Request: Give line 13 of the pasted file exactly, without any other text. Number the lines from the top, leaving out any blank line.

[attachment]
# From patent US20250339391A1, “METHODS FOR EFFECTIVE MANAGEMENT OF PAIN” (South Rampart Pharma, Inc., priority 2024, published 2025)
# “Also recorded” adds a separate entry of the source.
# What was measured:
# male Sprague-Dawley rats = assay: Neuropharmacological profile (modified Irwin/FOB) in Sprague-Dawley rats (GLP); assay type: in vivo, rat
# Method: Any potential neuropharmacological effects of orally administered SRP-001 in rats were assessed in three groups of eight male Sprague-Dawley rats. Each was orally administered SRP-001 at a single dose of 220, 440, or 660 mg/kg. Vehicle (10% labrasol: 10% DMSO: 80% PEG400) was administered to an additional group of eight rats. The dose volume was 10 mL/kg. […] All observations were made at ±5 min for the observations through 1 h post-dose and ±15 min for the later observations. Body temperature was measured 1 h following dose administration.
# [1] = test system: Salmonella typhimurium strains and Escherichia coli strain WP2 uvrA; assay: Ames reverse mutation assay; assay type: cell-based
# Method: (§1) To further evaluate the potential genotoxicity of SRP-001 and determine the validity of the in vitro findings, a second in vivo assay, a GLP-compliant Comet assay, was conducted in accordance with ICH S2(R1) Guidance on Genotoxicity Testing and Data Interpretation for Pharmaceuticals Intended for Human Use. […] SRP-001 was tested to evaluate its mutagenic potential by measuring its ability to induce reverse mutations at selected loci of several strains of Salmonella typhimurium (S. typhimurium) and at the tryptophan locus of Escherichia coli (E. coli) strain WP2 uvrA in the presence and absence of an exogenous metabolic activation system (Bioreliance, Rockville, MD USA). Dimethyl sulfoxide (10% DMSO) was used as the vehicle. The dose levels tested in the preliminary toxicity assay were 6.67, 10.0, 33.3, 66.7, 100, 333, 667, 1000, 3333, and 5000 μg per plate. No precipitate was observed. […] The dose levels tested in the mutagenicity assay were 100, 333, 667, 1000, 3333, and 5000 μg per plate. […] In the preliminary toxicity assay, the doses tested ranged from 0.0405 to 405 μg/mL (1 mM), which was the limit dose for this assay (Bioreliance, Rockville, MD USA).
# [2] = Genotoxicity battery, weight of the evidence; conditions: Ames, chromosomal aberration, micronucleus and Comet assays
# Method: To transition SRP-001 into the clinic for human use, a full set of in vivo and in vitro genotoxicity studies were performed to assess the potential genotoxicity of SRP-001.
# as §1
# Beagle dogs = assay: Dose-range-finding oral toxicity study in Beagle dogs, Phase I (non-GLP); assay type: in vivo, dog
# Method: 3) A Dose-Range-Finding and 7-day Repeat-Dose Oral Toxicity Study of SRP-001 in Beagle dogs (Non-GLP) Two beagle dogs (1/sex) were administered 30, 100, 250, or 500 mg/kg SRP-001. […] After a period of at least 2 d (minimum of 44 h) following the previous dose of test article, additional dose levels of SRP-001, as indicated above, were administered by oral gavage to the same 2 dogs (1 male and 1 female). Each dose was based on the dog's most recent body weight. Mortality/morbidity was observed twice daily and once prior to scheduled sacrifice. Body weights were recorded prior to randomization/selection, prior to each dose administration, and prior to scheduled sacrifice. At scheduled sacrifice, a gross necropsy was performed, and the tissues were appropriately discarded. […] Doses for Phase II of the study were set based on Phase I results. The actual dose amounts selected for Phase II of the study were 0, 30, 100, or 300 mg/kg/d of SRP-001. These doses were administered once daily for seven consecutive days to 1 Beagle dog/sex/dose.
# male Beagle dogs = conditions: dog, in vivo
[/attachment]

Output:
# male Beagle dogs = conditions: dog, in vivo